The opinion of the court was delivered by: Reagan, District Judge
On or about December 29, 2006, Plaintiff Sierra Bravo Contractors, L.L.C., ("Sierra Bravo") brought this action against Defendant Safeco Insurance Company of America ("Safeco") by filing a complaint in the Circuit Court of Franklin County, Illinois. Sierra Bravo alleges breach of payment bond and vexatious refusal to pay in connection with subcontracting work that it performed on the Marion-Crittenden County Airport project. On January 23, 2007, Safeco removed this action to the United States District Court for the Southern Illinois.
The case comes now before the undersigned Judge for threshold review. The principal purpose of such review is to ascertain that subject matter jurisdiction properly lies. See, e.g., Wisconsin Knife Works v. National Metal Crafters, 781 F.2d 1280, 1282 (7th Cir. 1986) ("The first thing a federal judge should do when a complaint is filed is check to see that federal jurisdiction is properly alleged.").
Safeco's removal notice invokes subject matter jurisdiction under the federal diversity statute, 28 U.S.C. § 1332. Section 1332 confers original jurisdiction over suits in which the amount in controversy exceeds $75,000, and the action is between citizens of different states. The party invoking federal jurisdiction bears the burden of demonstrating that all jurisdictional requirements have been met. Chase v. Shop 'N Save Warehouse Foods, Inc., 110 F.3d 424, 427 (7th Cir. 1997).
Safeco alleges that the matter in controversy in Sierra Bravo's lawsuit involves a claim in excess of $75,000.00. Thus, the amount-in-controversy requirement has been satisfied. Unfortunately, however, the Court cannot verify that complete diversity exists.
Safeco alleges that Sierra Bravo is an Illinois limited liability company. However, the citizenship of a limited liability company is that of each of its members. SeeCosgrove v. Bartolotta, 150 F.3d 729 (7th Cir.1998); cf. Carden v. Arkoma Associates, 494 U.S. 185 (1990) (all associations other than corporations have the citizenship of each partner or member). The Court cannot ascertain that diversity is complete because the removal notice does not identify the citizenship of each of the members of Sierra Bravo.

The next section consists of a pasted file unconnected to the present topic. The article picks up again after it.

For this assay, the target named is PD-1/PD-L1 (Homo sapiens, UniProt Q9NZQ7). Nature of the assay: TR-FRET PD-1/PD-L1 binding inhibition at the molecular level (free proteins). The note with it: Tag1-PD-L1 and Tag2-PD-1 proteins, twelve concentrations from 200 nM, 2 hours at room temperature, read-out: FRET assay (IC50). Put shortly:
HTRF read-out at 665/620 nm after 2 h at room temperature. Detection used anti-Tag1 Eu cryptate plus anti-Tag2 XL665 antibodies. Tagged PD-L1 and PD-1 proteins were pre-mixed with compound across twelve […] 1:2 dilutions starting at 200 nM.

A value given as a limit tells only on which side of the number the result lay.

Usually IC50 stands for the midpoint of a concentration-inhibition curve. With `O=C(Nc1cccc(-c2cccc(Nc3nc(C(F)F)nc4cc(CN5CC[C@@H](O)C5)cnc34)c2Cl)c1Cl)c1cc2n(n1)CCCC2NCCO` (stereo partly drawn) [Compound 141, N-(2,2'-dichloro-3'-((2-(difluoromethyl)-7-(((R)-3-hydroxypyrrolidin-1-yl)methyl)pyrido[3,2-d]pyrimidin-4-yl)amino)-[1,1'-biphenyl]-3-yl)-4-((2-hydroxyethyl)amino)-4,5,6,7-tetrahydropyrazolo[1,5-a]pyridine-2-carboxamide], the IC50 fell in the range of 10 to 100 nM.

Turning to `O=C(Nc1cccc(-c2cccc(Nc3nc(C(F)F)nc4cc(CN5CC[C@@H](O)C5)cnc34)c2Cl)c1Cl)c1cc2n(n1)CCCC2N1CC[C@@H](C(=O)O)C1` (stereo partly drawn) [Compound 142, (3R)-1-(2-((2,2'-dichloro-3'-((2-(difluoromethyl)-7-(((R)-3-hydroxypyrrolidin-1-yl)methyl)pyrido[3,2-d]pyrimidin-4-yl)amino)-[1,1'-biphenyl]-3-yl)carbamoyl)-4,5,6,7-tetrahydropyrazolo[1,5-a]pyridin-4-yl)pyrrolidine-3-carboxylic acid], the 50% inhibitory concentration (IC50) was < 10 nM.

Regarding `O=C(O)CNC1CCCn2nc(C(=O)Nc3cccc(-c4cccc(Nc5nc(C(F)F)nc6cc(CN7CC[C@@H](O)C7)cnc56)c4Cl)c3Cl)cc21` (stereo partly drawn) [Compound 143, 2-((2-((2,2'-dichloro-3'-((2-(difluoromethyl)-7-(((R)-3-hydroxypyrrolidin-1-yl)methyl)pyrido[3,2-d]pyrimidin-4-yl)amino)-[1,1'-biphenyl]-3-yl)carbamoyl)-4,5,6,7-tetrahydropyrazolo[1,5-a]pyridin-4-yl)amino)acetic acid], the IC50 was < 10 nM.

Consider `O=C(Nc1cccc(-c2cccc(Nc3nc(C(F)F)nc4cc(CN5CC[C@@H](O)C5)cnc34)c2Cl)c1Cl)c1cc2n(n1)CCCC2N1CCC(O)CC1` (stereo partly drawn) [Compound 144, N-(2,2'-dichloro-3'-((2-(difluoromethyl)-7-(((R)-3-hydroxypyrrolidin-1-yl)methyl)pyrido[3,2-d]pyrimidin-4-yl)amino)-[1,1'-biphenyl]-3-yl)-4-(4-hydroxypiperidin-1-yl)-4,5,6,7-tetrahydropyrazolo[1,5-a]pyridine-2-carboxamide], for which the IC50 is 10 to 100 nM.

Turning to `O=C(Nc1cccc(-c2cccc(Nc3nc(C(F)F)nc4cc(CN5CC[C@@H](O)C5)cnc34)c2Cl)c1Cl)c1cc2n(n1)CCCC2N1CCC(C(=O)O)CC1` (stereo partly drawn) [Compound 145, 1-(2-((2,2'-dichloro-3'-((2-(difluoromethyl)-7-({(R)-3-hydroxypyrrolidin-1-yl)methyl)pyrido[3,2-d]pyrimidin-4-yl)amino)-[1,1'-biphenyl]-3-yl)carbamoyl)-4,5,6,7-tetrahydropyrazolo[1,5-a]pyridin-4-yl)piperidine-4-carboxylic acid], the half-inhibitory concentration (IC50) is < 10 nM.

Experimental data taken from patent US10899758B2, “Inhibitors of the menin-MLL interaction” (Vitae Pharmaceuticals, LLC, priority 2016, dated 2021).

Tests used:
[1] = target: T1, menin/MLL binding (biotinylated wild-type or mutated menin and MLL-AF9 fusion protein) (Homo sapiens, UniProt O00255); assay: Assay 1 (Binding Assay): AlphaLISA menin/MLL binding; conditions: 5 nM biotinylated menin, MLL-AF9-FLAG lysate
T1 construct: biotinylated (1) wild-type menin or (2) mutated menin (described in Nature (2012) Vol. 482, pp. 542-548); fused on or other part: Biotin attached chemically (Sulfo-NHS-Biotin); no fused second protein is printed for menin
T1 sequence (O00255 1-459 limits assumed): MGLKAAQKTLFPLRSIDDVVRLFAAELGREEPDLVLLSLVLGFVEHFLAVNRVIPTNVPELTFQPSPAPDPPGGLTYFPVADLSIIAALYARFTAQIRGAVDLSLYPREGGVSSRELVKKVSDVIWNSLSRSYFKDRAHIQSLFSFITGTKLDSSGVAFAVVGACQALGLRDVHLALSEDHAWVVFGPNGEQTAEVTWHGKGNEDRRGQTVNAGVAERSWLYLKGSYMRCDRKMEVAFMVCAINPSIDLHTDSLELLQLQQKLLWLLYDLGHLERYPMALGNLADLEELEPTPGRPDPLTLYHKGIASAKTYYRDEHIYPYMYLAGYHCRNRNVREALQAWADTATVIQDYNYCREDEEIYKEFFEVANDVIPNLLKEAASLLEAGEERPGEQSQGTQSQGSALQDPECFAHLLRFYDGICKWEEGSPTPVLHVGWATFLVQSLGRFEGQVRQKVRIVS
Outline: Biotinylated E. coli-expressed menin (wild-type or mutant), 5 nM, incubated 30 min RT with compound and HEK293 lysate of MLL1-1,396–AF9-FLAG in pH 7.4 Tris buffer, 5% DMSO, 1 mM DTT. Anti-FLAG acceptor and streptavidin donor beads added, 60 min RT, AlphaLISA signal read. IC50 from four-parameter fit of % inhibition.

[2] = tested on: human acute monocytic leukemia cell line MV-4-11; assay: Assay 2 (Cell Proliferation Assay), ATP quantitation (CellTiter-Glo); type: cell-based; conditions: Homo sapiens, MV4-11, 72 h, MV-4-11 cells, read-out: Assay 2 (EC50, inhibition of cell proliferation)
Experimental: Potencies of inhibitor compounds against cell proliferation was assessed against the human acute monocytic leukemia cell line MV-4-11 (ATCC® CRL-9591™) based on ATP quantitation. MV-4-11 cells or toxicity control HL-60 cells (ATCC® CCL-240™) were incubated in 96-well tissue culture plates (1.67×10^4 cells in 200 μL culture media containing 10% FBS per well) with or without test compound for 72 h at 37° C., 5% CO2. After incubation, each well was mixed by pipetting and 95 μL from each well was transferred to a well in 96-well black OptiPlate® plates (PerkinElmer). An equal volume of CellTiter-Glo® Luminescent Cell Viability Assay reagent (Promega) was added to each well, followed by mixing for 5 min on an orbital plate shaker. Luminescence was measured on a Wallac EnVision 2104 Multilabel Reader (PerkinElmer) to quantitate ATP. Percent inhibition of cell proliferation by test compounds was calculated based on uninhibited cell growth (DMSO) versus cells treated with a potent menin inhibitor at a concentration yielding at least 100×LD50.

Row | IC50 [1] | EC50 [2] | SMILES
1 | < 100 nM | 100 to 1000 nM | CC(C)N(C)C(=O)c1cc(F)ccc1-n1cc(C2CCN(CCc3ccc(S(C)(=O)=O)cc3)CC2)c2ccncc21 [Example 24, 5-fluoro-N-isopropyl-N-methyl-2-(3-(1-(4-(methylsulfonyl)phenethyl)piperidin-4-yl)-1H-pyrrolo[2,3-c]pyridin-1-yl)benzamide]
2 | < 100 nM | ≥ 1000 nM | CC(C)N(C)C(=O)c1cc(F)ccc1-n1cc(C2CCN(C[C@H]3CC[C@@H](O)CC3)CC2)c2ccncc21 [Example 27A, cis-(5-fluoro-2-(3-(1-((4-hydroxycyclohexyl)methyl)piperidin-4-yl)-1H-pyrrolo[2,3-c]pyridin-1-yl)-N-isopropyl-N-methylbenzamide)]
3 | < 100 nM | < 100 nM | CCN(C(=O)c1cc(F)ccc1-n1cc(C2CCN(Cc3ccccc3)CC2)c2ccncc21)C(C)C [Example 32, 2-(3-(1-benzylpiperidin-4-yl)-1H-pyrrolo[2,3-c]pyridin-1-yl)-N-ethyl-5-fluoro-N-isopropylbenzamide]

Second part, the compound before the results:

The United States Court of Appeals for the Seventh Circuit has instructed district courts freely to grant leave to amend defective allegations of subject matter jurisdiction, rather than sua sponte dismissing cases for lack of jurisdiction. See Leaf v. Supreme Court of Wisconsin, 979 F.2d 589, 595 (7th Cir. 1992), cert. denied, 508 U.S. 941 (1993); Frey v. E.P.A., 270 F.3d 1129, 1131-32 (7th Cir. 2001). Additionally, unless a jurisdictional defect is clearly incurable, the Seventh Circuit has encouraged district courts freely to grant leave to amend defective allegations of subject matter jurisdiction, rather than sua sponte dismissing cases for lack of jurisdiction. See Leaf v. Supreme Court of Wisconsin, 979 F.2d 589, 595 (7th Cir. 1992), cert. denied, 508 U.S. 941 (1993); Frey v. E.P.A., 270 F.3d 1129, 1131-32 (7th Cir. 2001).
For these reasons, the Court will permit Defendant Safeco Insurance Company of America to file a jurisdictional memorandum, within twenty (20) days of the date of this Order, clarifying the citizenships of Plaintiff Sierra Bravo Contractors, L.L.C. Once able to confirm that subject matter jurisdiction lies, the Court will "track" the case.
Accordingly, the Court DIRECTS Defendant Safeco Insurance Company of America to file a Jurisdictional Memorandum, addressing the issues delineated in this Order, on or before February 14, 2007.
MICHAEL J. REAGAN United States District Judge
© 1992-2007 VersusLaw ...